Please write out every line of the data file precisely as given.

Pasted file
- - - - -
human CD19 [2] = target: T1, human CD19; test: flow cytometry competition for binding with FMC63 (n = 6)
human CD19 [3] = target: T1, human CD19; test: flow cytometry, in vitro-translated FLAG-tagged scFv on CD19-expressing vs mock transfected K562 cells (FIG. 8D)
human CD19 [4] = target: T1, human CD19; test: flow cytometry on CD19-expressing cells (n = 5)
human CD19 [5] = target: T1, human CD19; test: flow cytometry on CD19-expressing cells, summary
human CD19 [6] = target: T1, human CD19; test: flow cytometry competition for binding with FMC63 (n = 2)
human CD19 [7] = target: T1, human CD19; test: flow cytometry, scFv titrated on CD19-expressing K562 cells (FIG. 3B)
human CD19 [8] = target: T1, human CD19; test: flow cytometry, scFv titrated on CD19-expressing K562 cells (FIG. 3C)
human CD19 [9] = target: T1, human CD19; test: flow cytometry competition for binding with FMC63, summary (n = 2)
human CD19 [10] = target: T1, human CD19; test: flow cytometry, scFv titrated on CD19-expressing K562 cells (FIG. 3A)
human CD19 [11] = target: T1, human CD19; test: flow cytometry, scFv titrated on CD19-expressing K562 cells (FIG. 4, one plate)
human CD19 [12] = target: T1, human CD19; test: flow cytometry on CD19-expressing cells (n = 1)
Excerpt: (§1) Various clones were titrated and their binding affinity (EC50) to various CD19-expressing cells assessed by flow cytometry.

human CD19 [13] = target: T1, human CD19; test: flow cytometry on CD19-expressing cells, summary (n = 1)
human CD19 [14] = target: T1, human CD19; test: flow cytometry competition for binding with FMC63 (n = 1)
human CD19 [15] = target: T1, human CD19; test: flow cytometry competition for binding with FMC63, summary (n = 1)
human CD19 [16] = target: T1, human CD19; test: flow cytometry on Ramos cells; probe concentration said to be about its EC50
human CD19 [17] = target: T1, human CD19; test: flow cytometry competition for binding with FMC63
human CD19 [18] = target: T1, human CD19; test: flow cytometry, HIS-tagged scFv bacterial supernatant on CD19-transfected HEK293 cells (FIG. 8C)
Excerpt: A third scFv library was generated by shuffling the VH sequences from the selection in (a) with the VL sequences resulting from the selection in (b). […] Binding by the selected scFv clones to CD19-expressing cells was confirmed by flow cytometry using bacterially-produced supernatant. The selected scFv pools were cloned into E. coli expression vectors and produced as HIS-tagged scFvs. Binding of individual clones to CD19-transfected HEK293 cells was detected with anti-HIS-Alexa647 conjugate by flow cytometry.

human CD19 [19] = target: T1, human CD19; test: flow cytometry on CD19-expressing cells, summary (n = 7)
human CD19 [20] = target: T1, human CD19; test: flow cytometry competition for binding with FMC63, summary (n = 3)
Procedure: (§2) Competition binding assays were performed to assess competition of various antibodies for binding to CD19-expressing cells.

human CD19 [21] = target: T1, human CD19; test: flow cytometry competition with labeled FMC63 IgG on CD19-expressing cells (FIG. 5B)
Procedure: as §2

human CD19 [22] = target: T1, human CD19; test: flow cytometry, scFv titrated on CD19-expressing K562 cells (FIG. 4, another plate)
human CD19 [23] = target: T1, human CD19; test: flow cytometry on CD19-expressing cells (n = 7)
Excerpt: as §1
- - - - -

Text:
human CD19 [2] = target: T1, human CD19; test: flow cytometry competition for binding with FMC63 (n = 6)
human CD19 [3] = target: T1, human CD19; test: flow cytometry, in vitro-translated FLAG-tagged scFv on CD19-expressing vs mock transfected K562 cells (FIG. 8D)
human CD19 [4] = target: T1, human CD19; test: flow cytometry on CD19-expressing cells (n = 5)
human CD19 [5] = target: T1, human CD19; test: flow cytometry on CD19-expressing cells, summary
human CD19 [6] = target: T1, human CD19; test: flow cytometry competition for binding with FMC63 (n = 2)
human CD19 [7] = target: T1, human CD19; test: flow cytometry, scFv titrated on CD19-expressing K562 cells (FIG. 3B)
human CD19 [8] = target: T1, human CD19; test: flow cytometry, scFv titrated on CD19-expressing K562 cells (FIG. 3C)
human CD19 [9] = target: T1, human CD19; test: flow cytometry competition for binding with FMC63, summary (n = 2)
human CD19 [10] = target: T1, human CD19; test: flow cytometry, scFv titrated on CD19-expressing K562 cells (FIG. 3A)
human CD19 [11] = target: T1, human CD19; test: flow cytometry, scFv titrated on CD19-expressing K562 cells (FIG. 4, one plate)
human CD19 [12] = target: T1, human CD19; test: flow cytometry on CD19-expressing cells (n = 1)
Excerpt: (§1) Various clones were titrated and their binding affinity (EC50) to various CD19-expressing cells assessed by flow cytometry.

human CD19 [13] = target: T1, human CD19; test: flow cytometry on CD19-expressing cells, summary (n = 1)
human CD19 [14] = target: T1, human CD19; test: flow cytometry competition for binding with FMC63 (n = 1)
human CD19 [15] = target: T1, human CD19; test: flow cytometry competition for binding with FMC63, summary (n = 1)
human CD19 [16] = target: T1, human CD19; test: flow cytometry on Ramos cells; probe concentration said to be about its EC50
human CD19 [17] = target: T1, human CD19; test: flow cytometry competition for binding with FMC63
human CD19 [18] = target: T1, human CD19; test: flow cytometry, HIS-tagged scFv bacterial supernatant on CD19-transfected HEK293 cells (FIG. 8C)
Excerpt: A third scFv library was generated by shuffling the VH sequences from the selection in (a) with the VL sequences resulting from the selection in (b). […] Binding by the selected scFv clones to CD19-expressing cells was confirmed by flow cytometry using bacterially-produced supernatant. The selected scFv pools were cloned into E. coli expression vectors and produced as HIS-tagged scFvs. Binding of individual clones to CD19-transfected HEK293 cells was detected with anti-HIS-Alexa647 conjugate by flow cytometry.

human CD19 [19] = target: T1, human CD19; test: flow cytometry on CD19-expressing cells, summary (n = 7)
human CD19 [20] = target: T1, human CD19; test: flow cytometry competition for binding with FMC63, summary (n = 3)
Procedure: (§2) Competition binding assays were performed to assess competition of various antibodies for binding to CD19-expressing cells.

human CD19 [21] = target: T1, human CD19; test: flow cytometry competition with labeled FMC63 IgG on CD19-expressing cells (FIG. 5B)
Procedure: as §2

human CD19 [22] = target: T1, human CD19; test: flow cytometry, scFv titrated on CD19-expressing K562 cells (FIG. 4, another plate)
human CD19 [23] = target: T1, human CD19; test: flow cytometry on CD19-expressing cells (n = 7)
Excerpt: as §1